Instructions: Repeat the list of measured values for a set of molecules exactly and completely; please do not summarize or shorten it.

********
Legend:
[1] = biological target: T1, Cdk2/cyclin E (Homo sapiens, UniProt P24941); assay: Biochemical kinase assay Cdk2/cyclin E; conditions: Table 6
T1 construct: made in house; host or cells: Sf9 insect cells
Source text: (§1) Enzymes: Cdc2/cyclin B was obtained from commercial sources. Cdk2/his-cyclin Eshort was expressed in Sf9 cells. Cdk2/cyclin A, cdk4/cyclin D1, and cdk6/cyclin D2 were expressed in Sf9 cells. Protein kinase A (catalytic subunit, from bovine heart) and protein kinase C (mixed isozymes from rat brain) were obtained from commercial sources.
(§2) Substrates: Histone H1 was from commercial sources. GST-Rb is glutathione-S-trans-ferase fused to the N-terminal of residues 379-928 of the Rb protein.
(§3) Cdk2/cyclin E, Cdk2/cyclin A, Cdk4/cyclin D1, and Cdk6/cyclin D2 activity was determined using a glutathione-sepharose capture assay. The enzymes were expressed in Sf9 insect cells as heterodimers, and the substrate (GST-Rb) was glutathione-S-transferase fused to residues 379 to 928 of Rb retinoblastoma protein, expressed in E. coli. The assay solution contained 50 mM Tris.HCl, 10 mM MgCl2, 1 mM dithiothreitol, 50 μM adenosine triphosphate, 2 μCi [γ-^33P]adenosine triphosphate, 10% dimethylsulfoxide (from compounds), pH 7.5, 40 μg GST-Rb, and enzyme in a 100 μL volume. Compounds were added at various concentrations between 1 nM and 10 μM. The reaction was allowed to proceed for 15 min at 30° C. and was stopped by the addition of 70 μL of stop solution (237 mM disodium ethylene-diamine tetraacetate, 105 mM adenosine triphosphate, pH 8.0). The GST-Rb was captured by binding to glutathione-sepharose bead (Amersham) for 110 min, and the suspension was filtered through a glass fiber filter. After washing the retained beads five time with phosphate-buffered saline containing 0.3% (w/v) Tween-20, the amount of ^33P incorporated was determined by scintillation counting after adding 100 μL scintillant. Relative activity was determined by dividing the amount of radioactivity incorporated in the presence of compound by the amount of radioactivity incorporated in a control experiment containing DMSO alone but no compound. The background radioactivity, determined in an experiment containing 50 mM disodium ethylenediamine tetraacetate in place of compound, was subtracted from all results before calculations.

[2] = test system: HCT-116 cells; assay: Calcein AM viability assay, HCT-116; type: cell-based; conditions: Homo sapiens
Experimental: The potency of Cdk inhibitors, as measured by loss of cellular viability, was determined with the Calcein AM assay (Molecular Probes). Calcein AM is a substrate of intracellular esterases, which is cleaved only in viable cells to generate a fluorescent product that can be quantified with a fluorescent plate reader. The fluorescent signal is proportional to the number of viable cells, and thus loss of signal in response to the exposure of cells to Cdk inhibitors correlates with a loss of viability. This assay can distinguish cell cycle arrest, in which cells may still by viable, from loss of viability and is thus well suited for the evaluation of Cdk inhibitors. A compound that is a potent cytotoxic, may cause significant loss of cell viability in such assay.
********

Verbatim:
Legend:
[1] = biological target: T1, Cdk2/cyclin E (Homo sapiens, UniProt P24941); assay: Biochemical kinase assay Cdk2/cyclin E; conditions: Table 6
T1 construct: made in house; host or cells: Sf9 insect cells
Source text: (§1) Enzymes: Cdc2/cyclin B was obtained from commercial sources. Cdk2/his-cyclin Eshort was expressed in Sf9 cells. Cdk2/cyclin A, cdk4/cyclin D1, and cdk6/cyclin D2 were expressed in Sf9 cells. Protein kinase A (catalytic subunit, from bovine heart) and protein kinase C (mixed isozymes from rat brain) were obtained from commercial sources.
(§2) Substrates: Histone H1 was from commercial sources. GST-Rb is glutathione-S-trans-ferase fused to the N-terminal of residues 379-928 of the Rb protein.
(§3) Cdk2/cyclin E, Cdk2/cyclin A, Cdk4/cyclin D1, and Cdk6/cyclin D2 activity was determined using a glutathione-sepharose capture assay. The enzymes were expressed in Sf9 insect cells as heterodimers, and the substrate (GST-Rb) was glutathione-S-transferase fused to residues 379 to 928 of Rb retinoblastoma protein, expressed in E. coli. The assay solution contained 50 mM Tris.HCl, 10 mM MgCl2, 1 mM dithiothreitol, 50 μM adenosine triphosphate, 2 μCi [γ-^33P]adenosine triphosphate, 10% dimethylsulfoxide (from compounds), pH 7.5, 40 μg GST-Rb, and enzyme in a 100 μL volume. Compounds were added at various concentrations between 1 nM and 10 μM. The reaction was allowed to proceed for 15 min at 30° C. and was stopped by the addition of 70 μL of stop solution (237 mM disodium ethylene-diamine tetraacetate, 105 mM adenosine triphosphate, pH 8.0). The GST-Rb was captured by binding to glutathione-sepharose bead (Amersham) for 110 min, and the suspension was filtered through a glass fiber filter. After washing the retained beads five time with phosphate-buffered saline containing 0.3% (w/v) Tween-20, the amount of ^33P incorporated was determined by scintillation counting after adding 100 μL scintillant. Relative activity was determined by dividing the amount of radioactivity incorporated in the presence of compound by the amount of radioactivity incorporated in a control experiment containing DMSO alone but no compound. The background radioactivity, determined in an experiment containing 50 mM disodium ethylenediamine tetraacetate in place of compound, was subtracted from all results before calculations.

[2] = test system: HCT-116 cells; assay: Calcein AM viability assay, HCT-116; type: cell-based; conditions: Homo sapiens
Experimental: The potency of Cdk inhibitors, as measured by loss of cellular viability, was determined with the Calcein AM assay (Molecular Probes). Calcein AM is a substrate of intracellular esterases, which is cleaved only in viable cells to generate a fluorescent product that can be quantified with a fluorescent plate reader. The fluorescent signal is proportional to the number of viable cells, and thus loss of signal in response to the exposure of cells to Cdk inhibitors correlates with a loss of viability. This assay can distinguish cell cycle arrest, in which cells may still by viable, from loss of viability and is thus well suited for the evaluation of Cdk inhibitors. A compound that is a potent cytotoxic, may cause significant loss of cell viability in such assay.